"It's equally important for us to get the right picture so that we can have an effective waste management plan," says department director-general Dr Nadzri Yahya.

Lim also says distinction must be made on biodegradable plastic – those made from organic material like corn starch, and those that use petroleum like the normal plastics but with an additive that speeds up disintegration.

Ideally, both types of "compostable" plastics should be treated in specialised industrial facilities rather than sending them to landfills. But there isn't such a facility in this country and bio-degradable plastics are not widely used.

"It'll be silly and self-defeating if we dump something that is supposedly biodegradable into the landfill but it doesn't live up to its claim," he warns.

MPMA is also worried that should biodegradable bags gain popularity, it would pose a serious challenge to recycling of the standard HDPE plastic bags.

"The polymer compositions are different and if they are mixed, it could jeopardise the recycling process," Lim explains. To prevent the anticipated contamination, he is seeking the co-operation of retailers to adopt the plastic coding system on their plastic bags to ease identification in support of the 3R programme.

"The retailers, especially the big hypermarts, can instruct their respective (plastic bag) suppliers to print the code on the bags. They can even go one step further by enhancing the visibility of the recycling logo on the bags to drive home the message to the public," he adds.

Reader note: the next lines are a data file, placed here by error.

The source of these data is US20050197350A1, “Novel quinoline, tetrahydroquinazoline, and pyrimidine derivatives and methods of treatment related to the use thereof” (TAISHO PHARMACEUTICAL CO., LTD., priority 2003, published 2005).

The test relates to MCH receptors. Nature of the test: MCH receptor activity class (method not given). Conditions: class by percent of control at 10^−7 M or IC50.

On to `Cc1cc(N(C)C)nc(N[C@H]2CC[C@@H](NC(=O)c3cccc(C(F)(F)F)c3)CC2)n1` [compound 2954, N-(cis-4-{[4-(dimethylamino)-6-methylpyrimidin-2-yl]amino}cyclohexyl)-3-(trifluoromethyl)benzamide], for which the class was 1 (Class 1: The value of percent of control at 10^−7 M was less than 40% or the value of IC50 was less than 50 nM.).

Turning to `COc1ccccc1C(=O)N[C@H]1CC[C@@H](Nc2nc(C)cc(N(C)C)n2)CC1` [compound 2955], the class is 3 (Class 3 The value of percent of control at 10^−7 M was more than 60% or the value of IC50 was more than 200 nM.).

Nevertheless, the intention of the 3R campaign begs a question: Why would the industry support a programme that will surely affect the bottomline of plastic manufacturers?

Lim says the industry expects to see between 20% and 30% drop in business but the campaign has the support of all 900 members, who account for 80% of the country's total production of plastic products. The plastic bags industry is worth RM1.8bil of which 80% are exported. The local market consumes the remaining 20% valued at RM360mil.

Lim says the industry is helmed by third generation managers who are educated and are aware of the environmental impact of their business.

"They know that it makes business sense to do the right thing, rather than have plastic bags blamed disproportionately, resulting in a ban that will mean the end of the business," he says, adding that Malaysian Plastic Manufacturers Association will take its campaign beyond the Klang Valley this year.

Well, don't take the industry's word for it. Take it up on its challenge – recycle your plastic bags!

Coming March 3

There is no solution in sight for the plastic menace as the material is still freely issued, then carelessly discarded, each day.

This article was taken from: The Star Online: Lifestyle: Focus 24 February 2009